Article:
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Why this is a great time to be a woman in tech

A Picture of Silvana Gaia
May 25, 2018 | Topic: Technology  
Why this is a great time to be a woman in tech

My highlights from Women Who Code Connect 2018

Driving back from the Women Who Code Connect 2018 event at Twitter’s HQ in San Francisco, California, I remembered a childhood event. When I was around 6 years old I played the local lottery and almost won the first prize. My mom knelt, looked into my eyes and told me: “Your are a lucky person”. It was so funny that although I didn’t win anything I believed her. And now that I understand the power of labels I can see that I was really lucky that “lucky” was the label I was assigned to.

Why this is a great time to be a woman in tech

As humans, we constantly label and categorize information on both conscious and unconscious levels. Labeling enables our brains to sort information efficiently, but the labels and categories we assign to information can form generalizations and stereotypes in our minds. When we allow stereotypes to define individuals, we fail to see the inherent diversity in humans.

It was great attending the Women Who Code event, because these kinds of initiatives help counter stereotypes of women in technology. I was able to meet incredibly talented and inspiring women during the day, and I want to share some of their stories here.

I heard a panel discussion with a diverse group of leaders from different WWCode “Networks” around the world. These were women from Mexico, UK, Manila, Taiwan, Seattle, and Atlanta, all with very different backgrounds, sharing their stories as leaders in tech, and showcasing how technology is helping us create a more equal world.

I listened to Candi Castleberry Singleton, Vice President of Inclusion and Diversity at Twitter, talking about the Corporate Card Game. She uses a Card Game analogy to frame the decisions we all make in our career paths. Everybody in business is playing the game. Every action is like playing a card. You can choose to play the game or not, but you should know that if you choose the second option, that is the card you are playing. You need to know the rules, deal with your cards, and work on your personal game. One very simple, but powerful piece of advice is to build a good short story for networking events to share with people – which is something they will use after meeting you.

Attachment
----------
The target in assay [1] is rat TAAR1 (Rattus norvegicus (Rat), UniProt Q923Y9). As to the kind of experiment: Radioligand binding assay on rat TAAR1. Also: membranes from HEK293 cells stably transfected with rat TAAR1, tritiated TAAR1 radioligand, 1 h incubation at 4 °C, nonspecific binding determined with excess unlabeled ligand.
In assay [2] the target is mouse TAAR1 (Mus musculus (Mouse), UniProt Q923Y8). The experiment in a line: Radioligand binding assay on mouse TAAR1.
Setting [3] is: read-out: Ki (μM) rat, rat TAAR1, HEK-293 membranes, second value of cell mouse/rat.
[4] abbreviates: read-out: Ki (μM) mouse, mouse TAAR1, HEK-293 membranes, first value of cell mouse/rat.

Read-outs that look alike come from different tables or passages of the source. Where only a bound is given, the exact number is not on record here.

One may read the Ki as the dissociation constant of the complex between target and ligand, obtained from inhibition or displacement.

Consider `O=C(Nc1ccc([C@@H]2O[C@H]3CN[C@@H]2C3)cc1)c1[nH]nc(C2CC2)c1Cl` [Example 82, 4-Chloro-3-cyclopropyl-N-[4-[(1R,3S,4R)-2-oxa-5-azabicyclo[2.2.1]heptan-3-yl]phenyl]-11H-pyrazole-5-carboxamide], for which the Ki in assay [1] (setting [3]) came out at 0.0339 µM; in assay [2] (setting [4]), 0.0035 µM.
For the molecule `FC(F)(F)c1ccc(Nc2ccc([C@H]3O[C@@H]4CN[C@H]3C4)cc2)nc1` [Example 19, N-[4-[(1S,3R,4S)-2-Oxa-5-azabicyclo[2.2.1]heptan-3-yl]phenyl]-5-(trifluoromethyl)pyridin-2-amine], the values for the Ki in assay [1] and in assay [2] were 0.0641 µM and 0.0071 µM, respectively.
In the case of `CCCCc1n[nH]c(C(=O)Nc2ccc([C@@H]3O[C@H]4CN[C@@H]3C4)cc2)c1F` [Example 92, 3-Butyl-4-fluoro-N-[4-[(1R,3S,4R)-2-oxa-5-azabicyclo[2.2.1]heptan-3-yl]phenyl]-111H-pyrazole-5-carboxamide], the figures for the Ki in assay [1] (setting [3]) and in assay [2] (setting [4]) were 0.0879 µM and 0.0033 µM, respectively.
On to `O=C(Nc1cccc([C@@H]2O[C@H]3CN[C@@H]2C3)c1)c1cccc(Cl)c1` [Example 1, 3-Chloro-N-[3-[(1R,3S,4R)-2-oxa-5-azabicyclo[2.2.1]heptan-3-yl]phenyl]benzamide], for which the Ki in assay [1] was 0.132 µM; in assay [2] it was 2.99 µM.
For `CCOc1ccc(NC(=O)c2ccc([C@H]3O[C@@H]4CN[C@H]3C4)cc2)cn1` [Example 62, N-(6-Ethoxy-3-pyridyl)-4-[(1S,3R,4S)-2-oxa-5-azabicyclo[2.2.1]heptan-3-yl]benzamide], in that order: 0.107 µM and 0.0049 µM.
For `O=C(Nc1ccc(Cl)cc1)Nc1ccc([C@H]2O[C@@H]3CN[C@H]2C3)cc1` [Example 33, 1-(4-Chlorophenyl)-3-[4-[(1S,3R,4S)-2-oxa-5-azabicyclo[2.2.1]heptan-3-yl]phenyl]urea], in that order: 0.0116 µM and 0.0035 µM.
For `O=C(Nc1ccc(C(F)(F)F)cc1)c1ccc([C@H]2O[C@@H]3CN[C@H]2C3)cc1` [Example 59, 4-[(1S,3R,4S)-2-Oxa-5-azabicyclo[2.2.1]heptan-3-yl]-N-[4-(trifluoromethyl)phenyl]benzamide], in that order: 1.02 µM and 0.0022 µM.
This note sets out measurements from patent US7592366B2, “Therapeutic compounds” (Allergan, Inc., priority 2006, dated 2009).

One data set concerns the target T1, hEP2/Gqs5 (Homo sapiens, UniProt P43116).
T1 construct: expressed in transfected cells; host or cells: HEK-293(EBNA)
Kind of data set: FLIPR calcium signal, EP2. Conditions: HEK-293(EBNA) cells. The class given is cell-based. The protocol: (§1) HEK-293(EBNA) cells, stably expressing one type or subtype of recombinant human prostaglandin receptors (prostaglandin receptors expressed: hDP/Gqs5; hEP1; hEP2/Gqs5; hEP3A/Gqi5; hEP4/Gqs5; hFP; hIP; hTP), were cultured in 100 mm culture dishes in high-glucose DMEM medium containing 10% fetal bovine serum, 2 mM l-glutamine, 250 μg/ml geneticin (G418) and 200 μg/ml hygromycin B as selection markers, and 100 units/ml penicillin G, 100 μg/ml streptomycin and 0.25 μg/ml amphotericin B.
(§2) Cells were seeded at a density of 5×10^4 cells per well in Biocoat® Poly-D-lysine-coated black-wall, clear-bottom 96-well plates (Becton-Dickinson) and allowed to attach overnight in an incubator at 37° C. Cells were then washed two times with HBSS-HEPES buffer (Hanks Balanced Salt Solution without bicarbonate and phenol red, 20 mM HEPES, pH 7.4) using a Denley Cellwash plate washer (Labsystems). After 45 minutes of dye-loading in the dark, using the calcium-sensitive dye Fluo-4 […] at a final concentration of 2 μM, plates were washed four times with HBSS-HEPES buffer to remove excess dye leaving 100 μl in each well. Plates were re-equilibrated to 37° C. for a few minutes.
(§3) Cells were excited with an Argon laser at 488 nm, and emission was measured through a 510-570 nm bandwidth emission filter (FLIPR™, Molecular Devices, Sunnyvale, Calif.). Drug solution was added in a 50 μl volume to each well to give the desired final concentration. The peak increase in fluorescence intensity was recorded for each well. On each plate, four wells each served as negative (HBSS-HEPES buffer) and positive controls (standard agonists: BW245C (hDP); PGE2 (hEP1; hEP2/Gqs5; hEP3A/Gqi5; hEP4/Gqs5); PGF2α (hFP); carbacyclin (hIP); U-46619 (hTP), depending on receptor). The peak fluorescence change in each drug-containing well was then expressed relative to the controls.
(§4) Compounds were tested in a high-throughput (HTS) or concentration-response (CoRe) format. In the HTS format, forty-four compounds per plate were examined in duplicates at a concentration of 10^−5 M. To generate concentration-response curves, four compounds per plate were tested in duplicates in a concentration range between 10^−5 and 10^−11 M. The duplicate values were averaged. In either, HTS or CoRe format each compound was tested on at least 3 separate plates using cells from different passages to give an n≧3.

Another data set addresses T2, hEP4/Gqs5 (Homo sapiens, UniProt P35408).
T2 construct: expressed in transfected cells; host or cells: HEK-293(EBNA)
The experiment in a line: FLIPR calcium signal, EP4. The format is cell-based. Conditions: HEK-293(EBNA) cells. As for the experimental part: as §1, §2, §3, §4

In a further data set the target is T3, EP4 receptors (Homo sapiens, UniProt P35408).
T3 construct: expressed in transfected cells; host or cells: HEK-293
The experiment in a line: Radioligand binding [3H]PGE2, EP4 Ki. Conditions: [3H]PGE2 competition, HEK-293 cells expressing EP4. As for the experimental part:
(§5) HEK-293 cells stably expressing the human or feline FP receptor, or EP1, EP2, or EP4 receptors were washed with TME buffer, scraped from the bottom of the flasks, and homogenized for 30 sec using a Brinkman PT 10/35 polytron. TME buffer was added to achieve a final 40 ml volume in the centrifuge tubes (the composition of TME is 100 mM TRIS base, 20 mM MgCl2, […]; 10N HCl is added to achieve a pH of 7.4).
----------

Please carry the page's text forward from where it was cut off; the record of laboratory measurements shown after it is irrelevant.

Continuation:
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Another interesting speaker was Diana Hu, AR Engineering at Niantic Labs. She is the Co-founder and CTO of Escher Reality, a company that focuses on exploring the intersection of digital and physical worlds, augmented reality (AR), and computer vision. Previously, Diana led data science teams to bring research projects into products for cloud television at Intel and Verizon Labs. She holds seven patents in computer vision and machine learning.

She mentioned that Escher works with Shared Augmented Reality environments as opposed to ARCore (Google) and ARKit (Apple), that works in a single core. In February 2018, Niantic acquired her company. Niantic announced the acquisition saying that it will accelerate their work on persistent, shared AR as part of the Niantic real-world application platform.

More info at

She mentioned that the big event for AR was Pokemon GO, but although it is now closer to consumers, there are a lot of improvements needed for the technology, regarding worlds semantics and geometrics, lightning/shadowing of objects interacting with the real world in real time, and improvements to the overall experience. For UX work, she mentioned that game developers are the best candidates.

A couple of other inspiring speakers were Erin Morrissey, Senior Associate Software Engineer at Capital One, who spoke about Blockchain without mentioning Bitcoin; and also Paige Bailey, Sr. Cloud Developer Advocate (Machine Learning AI) at Microsoft, who presented the challenges of implementing DevOps practices with machine learning/deep learning data models.

I feel so lucky, not only for me, but for every woman that has chosen technology as their career, because the opportunities are tremendous. And I hope our generation succeed in increasing the momentum behind women in technology, giving them more opportunities to thrive in this industry.

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